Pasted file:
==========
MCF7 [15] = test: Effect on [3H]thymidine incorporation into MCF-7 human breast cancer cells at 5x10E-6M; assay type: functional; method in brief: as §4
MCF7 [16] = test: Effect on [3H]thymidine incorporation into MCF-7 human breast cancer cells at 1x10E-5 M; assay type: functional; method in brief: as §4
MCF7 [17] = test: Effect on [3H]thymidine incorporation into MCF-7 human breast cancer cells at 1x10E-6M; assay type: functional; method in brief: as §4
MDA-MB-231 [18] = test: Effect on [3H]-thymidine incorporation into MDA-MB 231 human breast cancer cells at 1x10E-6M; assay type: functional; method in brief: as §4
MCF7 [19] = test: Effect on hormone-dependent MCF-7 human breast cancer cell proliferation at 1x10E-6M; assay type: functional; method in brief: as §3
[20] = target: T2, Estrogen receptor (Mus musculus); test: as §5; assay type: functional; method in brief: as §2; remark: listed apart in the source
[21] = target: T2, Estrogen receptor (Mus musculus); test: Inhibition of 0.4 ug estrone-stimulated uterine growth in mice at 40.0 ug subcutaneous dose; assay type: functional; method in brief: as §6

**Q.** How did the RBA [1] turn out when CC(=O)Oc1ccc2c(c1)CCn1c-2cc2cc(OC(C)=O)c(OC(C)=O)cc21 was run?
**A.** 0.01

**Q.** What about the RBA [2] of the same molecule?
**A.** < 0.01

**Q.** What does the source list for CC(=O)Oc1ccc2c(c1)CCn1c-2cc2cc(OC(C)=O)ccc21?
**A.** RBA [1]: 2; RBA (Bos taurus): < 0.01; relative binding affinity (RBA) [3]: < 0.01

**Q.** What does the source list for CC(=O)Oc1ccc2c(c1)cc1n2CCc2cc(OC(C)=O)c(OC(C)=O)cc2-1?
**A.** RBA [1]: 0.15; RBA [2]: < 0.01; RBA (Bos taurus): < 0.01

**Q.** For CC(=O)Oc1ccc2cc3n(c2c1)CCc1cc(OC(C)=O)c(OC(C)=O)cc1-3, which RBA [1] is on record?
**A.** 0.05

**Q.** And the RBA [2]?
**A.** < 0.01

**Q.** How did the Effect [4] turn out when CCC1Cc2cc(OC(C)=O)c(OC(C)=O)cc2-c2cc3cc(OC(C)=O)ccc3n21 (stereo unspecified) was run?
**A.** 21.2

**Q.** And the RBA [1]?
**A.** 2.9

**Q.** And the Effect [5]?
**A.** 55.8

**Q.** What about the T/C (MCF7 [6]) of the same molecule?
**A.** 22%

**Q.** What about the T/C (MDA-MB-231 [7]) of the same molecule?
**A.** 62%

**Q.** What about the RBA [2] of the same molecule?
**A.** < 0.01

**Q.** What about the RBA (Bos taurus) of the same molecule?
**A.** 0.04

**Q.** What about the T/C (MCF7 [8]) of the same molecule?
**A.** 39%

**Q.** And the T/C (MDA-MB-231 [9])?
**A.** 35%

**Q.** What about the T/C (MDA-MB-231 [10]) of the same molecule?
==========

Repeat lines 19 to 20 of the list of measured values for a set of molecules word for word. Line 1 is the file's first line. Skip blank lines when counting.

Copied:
**A.** < 0.01

**Q.** How did the Effect [4] turn out when CCC1Cc2cc(OC(C)=O)c(OC(C)=O)cc2-c2cc3cc(OC(C)=O)ccc3n21 (stereo unspecified) was run?